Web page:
In response to Tagore's statement at the time, Gandhi wrote:

What Sir Rabindranath Tagore has said is perfectly true, that we shall certainly not advance by keeping alive the memory of General Dyer’s cruelty. To perpetuate the memory of truth, firmness, courage and innocence, wherever these may be found – that is the people’s real duty and in doing so lies the nation’s regeneration.

Gandhi had felt that the memorial would awaken a sense of truth, honesty, courage, and simplicity in the minds of people instead of cultivating hatred and revenge. The memory of those unarmed, innocent people falling prematurely on the ground of the Jallianwala Bagh will be made permanent. In 1920, colonised citizens generously donated to claim the place off the hands of the colonial rulers, so that the evidence of genocide would not be erased. The bullet-riddled wall may still be there as evidence but in post-1947 India, especially over the last 50 years, the site has simply become a shrine of remembrance owned by the State, completely disconnected from family and community memories of the Bagh and narratives about colonial oppression and peoples’ resistance to it in Punjab.

Was our visionary poet able to see that someday, when the memorial at Jallianwala Bagh would pride itself on being a high-profile structure with a huge footfall, the nation-state would ensure that there is no possibility of any “agony of indignation” getting aroused in the hearts of its visitors to authoritarianism and terror?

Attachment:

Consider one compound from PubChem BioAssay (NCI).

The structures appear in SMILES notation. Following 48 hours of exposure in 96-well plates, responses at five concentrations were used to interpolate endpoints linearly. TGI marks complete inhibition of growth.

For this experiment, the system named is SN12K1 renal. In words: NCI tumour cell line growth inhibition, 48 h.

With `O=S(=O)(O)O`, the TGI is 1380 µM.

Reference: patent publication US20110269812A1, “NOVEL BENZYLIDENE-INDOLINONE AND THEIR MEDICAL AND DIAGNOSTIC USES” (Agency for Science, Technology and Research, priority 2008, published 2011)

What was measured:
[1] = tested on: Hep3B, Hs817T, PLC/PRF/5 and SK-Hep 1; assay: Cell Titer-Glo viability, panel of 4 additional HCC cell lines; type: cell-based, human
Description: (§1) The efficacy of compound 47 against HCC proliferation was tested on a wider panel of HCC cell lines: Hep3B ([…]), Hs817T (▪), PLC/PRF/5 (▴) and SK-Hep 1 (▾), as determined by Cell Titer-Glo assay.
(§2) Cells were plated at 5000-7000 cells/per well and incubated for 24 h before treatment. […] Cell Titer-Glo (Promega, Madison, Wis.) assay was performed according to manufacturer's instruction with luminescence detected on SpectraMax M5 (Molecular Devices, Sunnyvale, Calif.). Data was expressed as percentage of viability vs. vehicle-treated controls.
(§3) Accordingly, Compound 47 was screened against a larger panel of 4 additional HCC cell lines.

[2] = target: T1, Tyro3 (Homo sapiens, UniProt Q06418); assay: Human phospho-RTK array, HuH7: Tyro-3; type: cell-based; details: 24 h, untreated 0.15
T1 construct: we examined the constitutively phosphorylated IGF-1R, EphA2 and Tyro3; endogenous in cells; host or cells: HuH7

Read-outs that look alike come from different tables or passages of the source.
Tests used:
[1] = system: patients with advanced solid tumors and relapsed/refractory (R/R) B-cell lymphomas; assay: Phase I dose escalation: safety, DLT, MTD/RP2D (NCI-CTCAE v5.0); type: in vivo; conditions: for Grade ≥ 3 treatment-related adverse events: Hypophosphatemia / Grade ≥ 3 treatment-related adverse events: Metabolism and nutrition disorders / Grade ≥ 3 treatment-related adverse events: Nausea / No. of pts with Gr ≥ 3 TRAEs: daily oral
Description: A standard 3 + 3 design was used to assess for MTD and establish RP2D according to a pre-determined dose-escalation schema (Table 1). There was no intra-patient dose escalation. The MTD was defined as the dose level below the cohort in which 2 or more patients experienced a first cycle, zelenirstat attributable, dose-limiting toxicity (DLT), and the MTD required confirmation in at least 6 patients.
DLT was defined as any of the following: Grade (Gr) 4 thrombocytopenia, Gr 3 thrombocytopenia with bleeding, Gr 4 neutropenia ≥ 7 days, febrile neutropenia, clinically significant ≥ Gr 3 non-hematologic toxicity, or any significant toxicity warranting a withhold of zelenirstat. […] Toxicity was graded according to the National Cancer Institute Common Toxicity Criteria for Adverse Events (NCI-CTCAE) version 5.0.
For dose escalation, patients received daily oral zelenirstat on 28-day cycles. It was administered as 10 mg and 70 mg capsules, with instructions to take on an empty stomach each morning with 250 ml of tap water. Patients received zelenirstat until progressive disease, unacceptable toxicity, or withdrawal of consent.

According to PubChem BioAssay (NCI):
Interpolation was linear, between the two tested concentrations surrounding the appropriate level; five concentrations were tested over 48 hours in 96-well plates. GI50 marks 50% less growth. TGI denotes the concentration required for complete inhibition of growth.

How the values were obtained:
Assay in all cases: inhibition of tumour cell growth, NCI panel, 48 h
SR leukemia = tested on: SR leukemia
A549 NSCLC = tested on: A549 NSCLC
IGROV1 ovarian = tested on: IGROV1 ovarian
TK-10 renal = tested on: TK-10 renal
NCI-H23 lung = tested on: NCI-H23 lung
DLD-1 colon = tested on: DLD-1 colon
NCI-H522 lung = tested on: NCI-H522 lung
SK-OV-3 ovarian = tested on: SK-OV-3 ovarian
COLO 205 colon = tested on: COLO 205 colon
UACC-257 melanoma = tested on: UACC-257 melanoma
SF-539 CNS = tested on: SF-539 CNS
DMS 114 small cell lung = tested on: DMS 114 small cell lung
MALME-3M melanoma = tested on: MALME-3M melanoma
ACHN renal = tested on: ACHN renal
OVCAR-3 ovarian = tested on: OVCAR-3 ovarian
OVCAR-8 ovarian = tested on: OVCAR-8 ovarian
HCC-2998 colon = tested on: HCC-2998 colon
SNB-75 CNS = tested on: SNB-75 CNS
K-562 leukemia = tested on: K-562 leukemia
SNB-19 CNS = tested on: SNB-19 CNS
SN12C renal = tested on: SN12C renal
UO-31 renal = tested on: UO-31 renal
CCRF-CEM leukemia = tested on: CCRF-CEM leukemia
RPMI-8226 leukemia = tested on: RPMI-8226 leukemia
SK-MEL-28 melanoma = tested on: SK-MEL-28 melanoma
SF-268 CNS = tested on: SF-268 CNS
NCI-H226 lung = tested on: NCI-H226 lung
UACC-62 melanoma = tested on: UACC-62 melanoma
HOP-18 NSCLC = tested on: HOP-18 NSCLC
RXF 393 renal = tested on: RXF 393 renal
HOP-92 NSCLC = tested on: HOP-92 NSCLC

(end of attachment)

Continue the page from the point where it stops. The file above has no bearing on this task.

Had the poet been around today, I believe he would have taken a keen interest in the many post-colonial museums of memories initiated by individuals and collectives in different parts of the world which make visible narratives of colonial, racial, and nationalistic hostility and tyranny. Memory-making with marginalised voices and a greater participation of local interests have taken place, for instance, in New Zealand and Australia with the Maori people co-creating memorial spaces and helping us question statist versions of history. The Memorial for Peace and Justice in Alabama, US, is another such citizens’ initiative that makes us aware of centuries of sanctioned violence and unrecorded crimes against enslaved Black people. The museum has partnered with sculptors, painters, singers, and writers to innovatively conceive a site where people can gather and reflect on America’s history of racial inequality and terror. It documents thousands of racial lynchings in 12 states of the US and has memorialised this history by visiting hundreds of lynching sites, collecting soil, and erecting public signposts, in an effort to reshape the predominantly White cultural landscape. The civil rights movements and contemporary issues of police violence and racially biased criminal justice system are woven in through artistic interventions in the memorial. Thus, it ceases to be a static monument, encourages us to question statist representations of histories, and talk about oppression and injustice both then and now.

Excerpted with permission from The Jallianwala Bagh Journals, Sarmistha Dutta Gupta, Jadavpur University Press.